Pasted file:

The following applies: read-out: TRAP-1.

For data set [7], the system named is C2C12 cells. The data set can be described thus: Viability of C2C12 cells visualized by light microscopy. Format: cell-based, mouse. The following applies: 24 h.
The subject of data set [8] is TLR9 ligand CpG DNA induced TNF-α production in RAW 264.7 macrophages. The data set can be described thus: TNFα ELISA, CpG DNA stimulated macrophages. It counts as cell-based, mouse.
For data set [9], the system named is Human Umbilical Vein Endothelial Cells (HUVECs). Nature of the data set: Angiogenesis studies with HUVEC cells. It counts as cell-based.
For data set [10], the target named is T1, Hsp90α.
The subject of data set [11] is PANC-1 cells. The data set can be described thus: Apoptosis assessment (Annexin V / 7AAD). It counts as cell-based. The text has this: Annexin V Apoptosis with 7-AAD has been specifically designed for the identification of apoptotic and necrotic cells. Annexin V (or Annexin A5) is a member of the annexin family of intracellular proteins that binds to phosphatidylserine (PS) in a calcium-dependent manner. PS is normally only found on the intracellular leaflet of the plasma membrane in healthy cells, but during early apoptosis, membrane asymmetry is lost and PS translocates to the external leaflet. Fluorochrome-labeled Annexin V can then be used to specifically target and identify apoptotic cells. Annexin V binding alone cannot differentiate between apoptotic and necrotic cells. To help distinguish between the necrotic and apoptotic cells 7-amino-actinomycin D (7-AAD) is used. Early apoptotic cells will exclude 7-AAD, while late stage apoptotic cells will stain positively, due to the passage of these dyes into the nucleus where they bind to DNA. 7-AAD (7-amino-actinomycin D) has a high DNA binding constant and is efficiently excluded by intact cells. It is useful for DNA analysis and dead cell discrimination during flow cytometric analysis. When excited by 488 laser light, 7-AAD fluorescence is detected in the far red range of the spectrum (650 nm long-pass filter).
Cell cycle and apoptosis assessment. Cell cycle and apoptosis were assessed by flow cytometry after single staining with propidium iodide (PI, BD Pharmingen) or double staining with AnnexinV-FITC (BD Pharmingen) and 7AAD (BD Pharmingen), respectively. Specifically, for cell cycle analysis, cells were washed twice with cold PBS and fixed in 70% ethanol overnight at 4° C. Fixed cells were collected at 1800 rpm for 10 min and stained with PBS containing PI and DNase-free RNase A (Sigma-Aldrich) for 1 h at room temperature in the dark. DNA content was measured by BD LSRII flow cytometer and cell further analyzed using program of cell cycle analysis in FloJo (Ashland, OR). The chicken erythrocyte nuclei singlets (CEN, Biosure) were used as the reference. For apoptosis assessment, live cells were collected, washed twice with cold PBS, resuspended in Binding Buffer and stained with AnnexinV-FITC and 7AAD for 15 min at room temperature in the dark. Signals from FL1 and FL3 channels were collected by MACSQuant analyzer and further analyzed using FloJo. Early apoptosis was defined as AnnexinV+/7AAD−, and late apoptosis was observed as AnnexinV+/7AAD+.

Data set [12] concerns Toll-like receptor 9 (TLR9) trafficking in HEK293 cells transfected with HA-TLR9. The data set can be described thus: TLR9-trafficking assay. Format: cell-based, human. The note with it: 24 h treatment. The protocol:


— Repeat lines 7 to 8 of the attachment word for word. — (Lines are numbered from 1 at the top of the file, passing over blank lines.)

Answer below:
Cell cycle and apoptosis assessment. Cell cycle and apoptosis were assessed by flow cytometry after single staining with propidium iodide (PI, BD Pharmingen) or double staining with AnnexinV-FITC (BD Pharmingen) and 7AAD (BD Pharmingen), respectively. Specifically, for cell cycle analysis, cells were washed twice with cold PBS and fixed in 70% ethanol overnight at 4° C. Fixed cells were collected at 1800 rpm for 10 min and stained with PBS containing PI and DNase-free RNase A (Sigma-Aldrich) for 1 h at room temperature in the dark. DNA content was measured by BD LSRII flow cytometer and cell further analyzed using program of cell cycle analysis in FloJo (Ashland, OR). The chicken erythrocyte nuclei singlets (CEN, Biosure) were used as the reference. For apoptosis assessment, live cells were collected, washed twice with cold PBS, resuspended in Binding Buffer and stained with AnnexinV-FITC and 7AAD for 15 min at room temperature in the dark. Signals from FL1 and FL3 channels were collected by MACSQuant analyzer and further analyzed using FloJo. Early apoptosis was defined as AnnexinV+/7AAD−, and late apoptosis was observed as AnnexinV+/7AAD+.

Data set [12] concerns Toll-like receptor 9 (TLR9) trafficking in HEK293 cells transfected with HA-TLR9. The data set can be described thus: TLR9-trafficking assay. Format: cell-based, human. The note with it: 24 h treatment. The protocol: